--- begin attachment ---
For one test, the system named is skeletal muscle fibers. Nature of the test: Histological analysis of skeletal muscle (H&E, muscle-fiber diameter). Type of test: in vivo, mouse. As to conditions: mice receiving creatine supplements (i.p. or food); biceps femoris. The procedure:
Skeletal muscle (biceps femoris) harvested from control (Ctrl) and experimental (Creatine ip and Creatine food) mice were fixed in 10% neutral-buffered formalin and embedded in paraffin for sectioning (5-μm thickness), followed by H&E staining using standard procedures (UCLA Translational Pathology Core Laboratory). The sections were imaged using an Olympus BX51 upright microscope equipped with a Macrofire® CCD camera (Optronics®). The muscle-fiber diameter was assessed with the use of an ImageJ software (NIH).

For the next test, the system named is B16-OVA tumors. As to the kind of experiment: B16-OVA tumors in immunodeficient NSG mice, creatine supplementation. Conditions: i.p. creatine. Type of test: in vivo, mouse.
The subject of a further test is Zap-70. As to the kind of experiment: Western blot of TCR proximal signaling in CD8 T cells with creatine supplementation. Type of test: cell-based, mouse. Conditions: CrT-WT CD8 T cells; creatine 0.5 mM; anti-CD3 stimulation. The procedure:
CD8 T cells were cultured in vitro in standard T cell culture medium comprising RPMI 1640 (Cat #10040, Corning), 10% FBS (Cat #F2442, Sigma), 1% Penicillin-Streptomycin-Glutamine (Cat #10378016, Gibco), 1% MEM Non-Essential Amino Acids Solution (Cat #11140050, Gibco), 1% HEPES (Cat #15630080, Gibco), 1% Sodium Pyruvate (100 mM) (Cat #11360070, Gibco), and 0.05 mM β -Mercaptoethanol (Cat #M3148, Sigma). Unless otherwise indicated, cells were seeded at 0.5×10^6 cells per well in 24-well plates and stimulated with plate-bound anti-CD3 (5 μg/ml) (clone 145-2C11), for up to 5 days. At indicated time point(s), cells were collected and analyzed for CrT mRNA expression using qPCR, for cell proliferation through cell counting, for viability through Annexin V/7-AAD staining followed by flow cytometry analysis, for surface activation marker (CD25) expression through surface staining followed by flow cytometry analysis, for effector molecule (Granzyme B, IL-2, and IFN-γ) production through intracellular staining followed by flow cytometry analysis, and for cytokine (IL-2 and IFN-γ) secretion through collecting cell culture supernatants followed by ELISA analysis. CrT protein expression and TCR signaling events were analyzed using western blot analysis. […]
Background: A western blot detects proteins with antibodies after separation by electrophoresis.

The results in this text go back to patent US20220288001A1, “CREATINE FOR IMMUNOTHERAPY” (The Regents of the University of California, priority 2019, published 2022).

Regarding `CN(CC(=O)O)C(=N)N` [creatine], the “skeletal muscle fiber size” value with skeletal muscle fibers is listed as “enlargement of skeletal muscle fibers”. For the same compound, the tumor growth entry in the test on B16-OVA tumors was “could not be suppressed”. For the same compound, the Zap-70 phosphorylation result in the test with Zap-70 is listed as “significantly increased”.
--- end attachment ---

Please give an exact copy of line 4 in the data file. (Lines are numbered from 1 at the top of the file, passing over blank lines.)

The subject of a further test is Zap-70. As to the kind of experiment: Western blot of TCR proximal signaling in CD8 T cells with creatine supplementation. Type of test: cell-based, mouse. Conditions: CrT-WT CD8 T cells; creatine 0.5 mM; anti-CD3 stimulation. The procedure: